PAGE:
4 Stages of Gum Disease

4 Stages of Gum Disease

Posted by Dr. Thomas Flavin Nov 27,2022

This is a thumbnail image of blog 4 Stages of Gum Disease

Gum disease, or periodontal disease, is an infection caused by plaque, a sticky film of bacteria that constantly forms on the teeth. If plaque is not removed, it hardens into tartar and leads to gingivitis. Gingivitis is a mild form of gum disease that only affects the gums.

Symptoms of gum disease

The symptoms of gum disease can vary greatly depending on how severe the inflammation has become. Some of the most common symptoms include:

- Bleeding gums

- Bad breath

- Swollen or tender gums

- Receding gum lines

- Loose teeth

- Teeth sensitivity

- Changes in bite pattern

If left untreated, these symptoms will worsen as the infection progresses and the bone begins to deteriorate. Eventually, the teeth will become loose and may need to be removed. This is why it’s important to treat gum disease as soon as possible. The four stages of gum disease are the following:

Stage 1: Gingivitis

Gingivitis is an early stage of gum disease and is marked by red or swollen gums that bleed easily when touched or when eating. The gum tissue may also appear puffy and feel tender. This condition is caused by bacteria found in plaque building up along the gum line. When the toxins irritate the gum tissue, they become inflamed. Regular brushing and flossing can help prevent recurrences of gingivitis.

Stage 2: Early Periodontitis

The stage of gum disease called early periodontitis is the next stage of the disease process. It begins with mild gum inflammation, which then develops into moderate gum inflammation. At this point, patients typically experience bleeding gums when they brush and floss their teeth. Patients notice that they have bad breath as well due to bacteria buildup. At this stage, the patient should see a dentist for treatment to prevent the disease from getting worse. Without treatment, gum disease will progress to the next stage. This is why early diagnosis is important. Patients diagnosed with severe gum disease need immediate care before their condition worsens. This stage can actually result in tooth loss if left untreated for too long. It is very important that you visit the dentist for periodic deep cleaning to prevent infection and disease.

Stage 3: Moderate Periodontitis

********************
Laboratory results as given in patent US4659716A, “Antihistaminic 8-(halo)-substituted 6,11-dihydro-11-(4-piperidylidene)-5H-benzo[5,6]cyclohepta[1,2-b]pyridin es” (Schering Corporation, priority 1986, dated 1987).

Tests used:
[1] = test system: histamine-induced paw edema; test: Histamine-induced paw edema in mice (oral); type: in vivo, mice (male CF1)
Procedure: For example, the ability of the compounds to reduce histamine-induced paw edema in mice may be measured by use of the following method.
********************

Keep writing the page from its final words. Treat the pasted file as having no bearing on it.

Moderate periodontitis is an advanced form of gum disease marked by increasingly severe symptoms. Inflammation causes pockets to form between the teeth and gums where bacteria and plaque can collect. At this stage of periodontal disease, the gums may also begin to recede, exposing more of the tooth’s root surface to bacteria.

Thorough professional cleanings and regular checkups are the most effective forms of treatment for moderate periodontitis and can help prevent further damage. If left untreated, moderate to advanced cases of periodontitis can cause irreversible damage to the gum tissue and bone, eventually leading to tooth loss.

Stage 4: Advanced Periodontitis

Advanced periodontitis is the most severe form of gum disease. If left untreated, it can lead to severe bone and tooth loss. In advanced periodontitis, bacteria infect the gums and damage the bone that holds teeth in place. This damage can’t be reversed by brushing or flossing alone, which is why it’s important to see a dentist as soon as possible when experiencing symptoms of gum disease.

Some common signs of the later stages of gum disease include loose teeth, gum recession, tooth shifting, root resorption, abscesses, bleeding gums, and pain while eating or chewing.

Schedule an appointment with your dentist if you’re experiencing any of the symptoms described above.

The treatment process for advanced periodontitis typically includes scaling and root planing to remove plaque and tartar buildup below the gum line as well as antibiotics used to kill any lingering bacteria. In some cases, surgery may also be necessary to correct damage caused by advanced periodontitis and restore the mouth back to a healthy state.

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